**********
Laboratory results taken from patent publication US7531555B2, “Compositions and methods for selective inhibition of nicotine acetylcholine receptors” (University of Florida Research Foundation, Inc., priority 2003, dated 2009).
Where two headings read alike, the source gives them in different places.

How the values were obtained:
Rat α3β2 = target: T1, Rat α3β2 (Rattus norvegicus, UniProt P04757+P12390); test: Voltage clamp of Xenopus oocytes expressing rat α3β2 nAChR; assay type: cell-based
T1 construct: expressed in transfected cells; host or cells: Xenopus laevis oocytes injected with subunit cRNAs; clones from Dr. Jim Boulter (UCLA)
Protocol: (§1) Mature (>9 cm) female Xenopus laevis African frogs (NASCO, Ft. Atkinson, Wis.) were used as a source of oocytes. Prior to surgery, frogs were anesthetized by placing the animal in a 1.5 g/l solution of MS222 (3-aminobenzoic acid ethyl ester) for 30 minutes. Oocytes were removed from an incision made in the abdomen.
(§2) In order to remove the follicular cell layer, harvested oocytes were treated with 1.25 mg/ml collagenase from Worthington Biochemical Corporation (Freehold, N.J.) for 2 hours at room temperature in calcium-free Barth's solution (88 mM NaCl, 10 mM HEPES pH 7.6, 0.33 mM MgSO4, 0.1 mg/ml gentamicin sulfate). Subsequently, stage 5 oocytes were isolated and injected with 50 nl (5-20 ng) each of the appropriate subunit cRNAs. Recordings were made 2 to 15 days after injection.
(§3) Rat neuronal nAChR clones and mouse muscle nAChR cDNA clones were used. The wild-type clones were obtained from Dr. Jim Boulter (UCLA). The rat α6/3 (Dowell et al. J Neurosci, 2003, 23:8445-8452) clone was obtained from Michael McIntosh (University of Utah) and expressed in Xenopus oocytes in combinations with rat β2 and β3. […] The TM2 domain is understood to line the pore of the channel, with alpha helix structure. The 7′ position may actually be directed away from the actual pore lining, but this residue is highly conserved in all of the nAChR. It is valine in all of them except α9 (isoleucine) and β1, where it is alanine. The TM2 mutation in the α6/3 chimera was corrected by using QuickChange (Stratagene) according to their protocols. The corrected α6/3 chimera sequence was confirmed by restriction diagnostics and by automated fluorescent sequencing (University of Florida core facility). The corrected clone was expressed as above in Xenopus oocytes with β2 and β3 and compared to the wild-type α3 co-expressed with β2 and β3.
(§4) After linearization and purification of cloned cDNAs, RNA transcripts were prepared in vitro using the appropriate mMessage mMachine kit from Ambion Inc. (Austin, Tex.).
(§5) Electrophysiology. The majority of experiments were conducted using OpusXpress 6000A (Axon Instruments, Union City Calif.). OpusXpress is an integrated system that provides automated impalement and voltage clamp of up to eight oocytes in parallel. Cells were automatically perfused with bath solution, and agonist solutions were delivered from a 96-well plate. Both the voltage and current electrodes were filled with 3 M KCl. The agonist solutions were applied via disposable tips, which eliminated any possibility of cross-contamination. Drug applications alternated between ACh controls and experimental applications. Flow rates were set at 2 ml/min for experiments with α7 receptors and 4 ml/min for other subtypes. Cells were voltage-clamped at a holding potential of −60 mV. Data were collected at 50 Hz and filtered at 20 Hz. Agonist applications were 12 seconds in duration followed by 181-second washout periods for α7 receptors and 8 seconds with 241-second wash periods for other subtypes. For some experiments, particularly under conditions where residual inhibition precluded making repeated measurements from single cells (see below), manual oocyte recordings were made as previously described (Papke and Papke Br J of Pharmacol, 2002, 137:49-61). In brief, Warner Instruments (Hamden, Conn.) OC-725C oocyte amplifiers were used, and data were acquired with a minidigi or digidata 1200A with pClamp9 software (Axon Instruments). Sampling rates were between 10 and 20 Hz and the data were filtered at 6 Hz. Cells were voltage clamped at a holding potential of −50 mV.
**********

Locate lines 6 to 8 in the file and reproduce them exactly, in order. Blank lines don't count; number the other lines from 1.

Protocol: (§1) Mature (>9 cm) female Xenopus laevis African frogs (NASCO, Ft. Atkinson, Wis.) were used as a source of oocytes. Prior to surgery, frogs were anesthetized by placing the animal in a 1.5 g/l solution of MS222 (3-aminobenzoic acid ethyl ester) for 30 minutes. Oocytes were removed from an incision made in the abdomen.
(§2) In order to remove the follicular cell layer, harvested oocytes were treated with 1.25 mg/ml collagenase from Worthington Biochemical Corporation (Freehold, N.J.) for 2 hours at room temperature in calcium-free Barth's solution (88 mM NaCl, 10 mM HEPES pH 7.6, 0.33 mM MgSO4, 0.1 mg/ml gentamicin sulfate). Subsequently, stage 5 oocytes were isolated and injected with 50 nl (5-20 ng) each of the appropriate subunit cRNAs. Recordings were made 2 to 15 days after injection.
(§3) Rat neuronal nAChR clones and mouse muscle nAChR cDNA clones were used. The wild-type clones were obtained from Dr. Jim Boulter (UCLA). The rat α6/3 (Dowell et al. J Neurosci, 2003, 23:8445-8452) clone was obtained from Michael McIntosh (University of Utah) and expressed in Xenopus oocytes in combinations with rat β2 and β3. […] The TM2 domain is understood to line the pore of the channel, with alpha helix structure. The 7′ position may actually be directed away from the actual pore lining, but this residue is highly conserved in all of the nAChR. It is valine in all of them except α9 (isoleucine) and β1, where it is alanine. The TM2 mutation in the α6/3 chimera was corrected by using QuickChange (Stratagene) according to their protocols. The corrected α6/3 chimera sequence was confirmed by restriction diagnostics and by automated fluorescent sequencing (University of Florida core facility). The corrected clone was expressed as above in Xenopus oocytes with β2 and β3 and compared to the wild-type α3 co-expressed with β2 and β3.